America has had a love/hate affair with the Queen Anne house. For many people, the classic wood framed Queen Anne is an oversized white elephant, a house that is too big, needs too much work, has too much frou-frou all over it, and costs a fortune to paint, to heat, and and a full time job to maintain. They are filled with old fashioned wood-trimmed everything, are hopelessly outdated, and have nothing modern about them at all. They are money pits, and some people wouldn’t live in one of those old haunted wrecks if they got one free.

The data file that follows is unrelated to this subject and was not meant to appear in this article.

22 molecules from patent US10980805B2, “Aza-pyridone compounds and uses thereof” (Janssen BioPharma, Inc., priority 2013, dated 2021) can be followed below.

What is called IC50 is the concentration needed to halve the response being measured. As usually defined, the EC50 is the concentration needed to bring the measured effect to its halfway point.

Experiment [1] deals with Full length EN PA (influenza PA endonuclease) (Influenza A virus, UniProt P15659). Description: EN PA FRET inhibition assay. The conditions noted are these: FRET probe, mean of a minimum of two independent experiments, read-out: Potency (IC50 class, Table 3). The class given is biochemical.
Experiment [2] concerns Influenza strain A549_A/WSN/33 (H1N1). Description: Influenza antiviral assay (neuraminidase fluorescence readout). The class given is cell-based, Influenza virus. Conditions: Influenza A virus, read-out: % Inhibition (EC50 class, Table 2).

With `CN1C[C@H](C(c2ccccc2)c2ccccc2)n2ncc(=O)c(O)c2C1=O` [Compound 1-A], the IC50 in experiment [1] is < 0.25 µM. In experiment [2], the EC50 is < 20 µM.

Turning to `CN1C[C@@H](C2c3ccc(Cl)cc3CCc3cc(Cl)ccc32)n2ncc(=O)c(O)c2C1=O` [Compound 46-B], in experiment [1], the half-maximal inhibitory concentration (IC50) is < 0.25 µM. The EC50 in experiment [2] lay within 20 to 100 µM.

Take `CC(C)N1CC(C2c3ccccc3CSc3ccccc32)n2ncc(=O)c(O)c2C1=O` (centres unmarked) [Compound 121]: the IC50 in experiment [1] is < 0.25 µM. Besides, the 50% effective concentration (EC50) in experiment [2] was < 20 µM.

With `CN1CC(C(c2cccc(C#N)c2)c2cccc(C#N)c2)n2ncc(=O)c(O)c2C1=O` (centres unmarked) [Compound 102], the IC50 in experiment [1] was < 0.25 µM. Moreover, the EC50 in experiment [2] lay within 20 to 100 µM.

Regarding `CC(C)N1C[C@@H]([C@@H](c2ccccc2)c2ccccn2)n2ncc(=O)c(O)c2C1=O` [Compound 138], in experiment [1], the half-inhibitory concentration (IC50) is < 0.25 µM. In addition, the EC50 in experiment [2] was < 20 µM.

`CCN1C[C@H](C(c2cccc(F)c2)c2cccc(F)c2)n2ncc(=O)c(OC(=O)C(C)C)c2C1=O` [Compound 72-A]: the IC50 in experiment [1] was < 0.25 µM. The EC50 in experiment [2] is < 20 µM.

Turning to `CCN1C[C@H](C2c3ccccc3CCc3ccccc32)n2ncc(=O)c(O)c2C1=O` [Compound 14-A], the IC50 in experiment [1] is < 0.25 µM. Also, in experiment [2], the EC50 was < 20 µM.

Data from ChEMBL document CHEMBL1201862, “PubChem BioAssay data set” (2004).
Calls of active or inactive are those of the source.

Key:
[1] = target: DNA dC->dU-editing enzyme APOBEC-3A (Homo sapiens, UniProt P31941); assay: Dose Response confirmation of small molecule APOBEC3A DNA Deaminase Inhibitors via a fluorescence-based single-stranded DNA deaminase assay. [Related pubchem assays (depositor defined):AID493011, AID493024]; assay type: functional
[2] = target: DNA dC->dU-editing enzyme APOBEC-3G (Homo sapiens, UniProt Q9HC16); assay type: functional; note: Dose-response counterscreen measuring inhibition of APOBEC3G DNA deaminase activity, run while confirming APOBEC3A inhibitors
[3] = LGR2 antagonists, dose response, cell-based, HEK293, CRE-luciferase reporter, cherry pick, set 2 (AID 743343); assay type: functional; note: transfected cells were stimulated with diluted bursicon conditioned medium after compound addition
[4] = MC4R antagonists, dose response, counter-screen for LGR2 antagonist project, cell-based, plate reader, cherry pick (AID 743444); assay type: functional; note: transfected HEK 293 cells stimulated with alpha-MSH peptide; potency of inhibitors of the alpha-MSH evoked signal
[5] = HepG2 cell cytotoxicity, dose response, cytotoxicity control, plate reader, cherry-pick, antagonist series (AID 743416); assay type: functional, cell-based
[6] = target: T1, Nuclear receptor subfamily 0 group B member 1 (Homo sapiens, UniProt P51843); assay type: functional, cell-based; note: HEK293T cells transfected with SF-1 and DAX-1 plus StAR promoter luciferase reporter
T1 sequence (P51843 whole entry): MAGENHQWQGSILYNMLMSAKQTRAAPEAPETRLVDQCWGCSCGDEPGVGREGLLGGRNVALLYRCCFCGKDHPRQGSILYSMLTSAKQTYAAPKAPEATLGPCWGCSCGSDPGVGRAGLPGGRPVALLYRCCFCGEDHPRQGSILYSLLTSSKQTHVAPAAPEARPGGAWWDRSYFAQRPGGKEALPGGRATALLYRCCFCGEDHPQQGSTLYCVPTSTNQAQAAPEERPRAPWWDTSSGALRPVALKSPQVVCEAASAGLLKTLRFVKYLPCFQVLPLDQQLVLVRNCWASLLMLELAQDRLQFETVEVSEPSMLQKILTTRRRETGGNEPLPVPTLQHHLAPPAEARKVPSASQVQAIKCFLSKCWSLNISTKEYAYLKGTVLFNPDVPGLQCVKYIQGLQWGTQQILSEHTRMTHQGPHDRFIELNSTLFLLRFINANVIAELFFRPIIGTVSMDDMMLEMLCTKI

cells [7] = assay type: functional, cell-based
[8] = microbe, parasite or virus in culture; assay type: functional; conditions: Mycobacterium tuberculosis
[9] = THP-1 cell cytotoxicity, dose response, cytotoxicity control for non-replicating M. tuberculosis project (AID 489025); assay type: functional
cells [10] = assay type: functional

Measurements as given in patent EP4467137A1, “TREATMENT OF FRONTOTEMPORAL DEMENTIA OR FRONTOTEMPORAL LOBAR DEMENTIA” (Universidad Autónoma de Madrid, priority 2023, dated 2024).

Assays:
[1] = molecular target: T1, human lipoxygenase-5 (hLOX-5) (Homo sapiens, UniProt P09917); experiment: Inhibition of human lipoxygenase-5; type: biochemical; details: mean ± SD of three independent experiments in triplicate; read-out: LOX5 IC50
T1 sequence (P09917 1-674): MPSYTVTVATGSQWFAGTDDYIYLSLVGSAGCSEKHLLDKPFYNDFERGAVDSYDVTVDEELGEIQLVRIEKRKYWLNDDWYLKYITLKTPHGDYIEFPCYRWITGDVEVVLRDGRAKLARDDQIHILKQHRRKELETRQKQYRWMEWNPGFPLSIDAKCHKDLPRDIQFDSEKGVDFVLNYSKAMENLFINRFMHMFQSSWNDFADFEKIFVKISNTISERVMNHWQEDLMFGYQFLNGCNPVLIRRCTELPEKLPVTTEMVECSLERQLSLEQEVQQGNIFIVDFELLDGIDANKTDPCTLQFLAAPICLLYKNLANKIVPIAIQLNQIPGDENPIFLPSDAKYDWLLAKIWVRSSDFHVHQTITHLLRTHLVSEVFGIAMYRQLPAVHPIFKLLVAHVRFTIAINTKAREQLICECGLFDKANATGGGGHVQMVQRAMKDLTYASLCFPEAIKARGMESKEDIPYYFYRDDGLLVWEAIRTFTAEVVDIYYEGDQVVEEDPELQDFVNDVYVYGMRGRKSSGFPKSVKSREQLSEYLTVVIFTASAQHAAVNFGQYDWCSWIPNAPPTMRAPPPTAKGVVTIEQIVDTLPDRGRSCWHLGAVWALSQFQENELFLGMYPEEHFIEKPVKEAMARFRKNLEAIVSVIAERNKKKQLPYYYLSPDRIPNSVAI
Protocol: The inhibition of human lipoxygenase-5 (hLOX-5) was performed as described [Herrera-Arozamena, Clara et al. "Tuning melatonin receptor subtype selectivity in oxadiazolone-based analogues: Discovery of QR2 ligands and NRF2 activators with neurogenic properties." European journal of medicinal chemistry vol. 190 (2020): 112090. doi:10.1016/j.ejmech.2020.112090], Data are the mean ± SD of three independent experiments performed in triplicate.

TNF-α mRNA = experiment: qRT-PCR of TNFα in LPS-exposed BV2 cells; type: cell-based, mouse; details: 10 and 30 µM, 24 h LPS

For others, they are gracious examples of the finest of the 19th century’s industrial past. They are roomy, not cramped homes, with spacious wrap around porches, large lawns, and great curb appeal. They can have turrets with wonderful mushroom and witch’s hat roofs, cut outs, and second story porches, and are a wealth of different building materials. Inside, they are a testament to craftsmanship, with fine woodwork, stained glass, fireplaces, chandeliers and roomy kitchens. Yes, they need constant work, and can cost money and time to keep up, but to own one is a labor of love, and a chance to be a caretaker of history. I guess it’s obvious which group I fall into. For what it’s worth, my brother is one of the first types. Same family, same upbringing-go figure. (more…)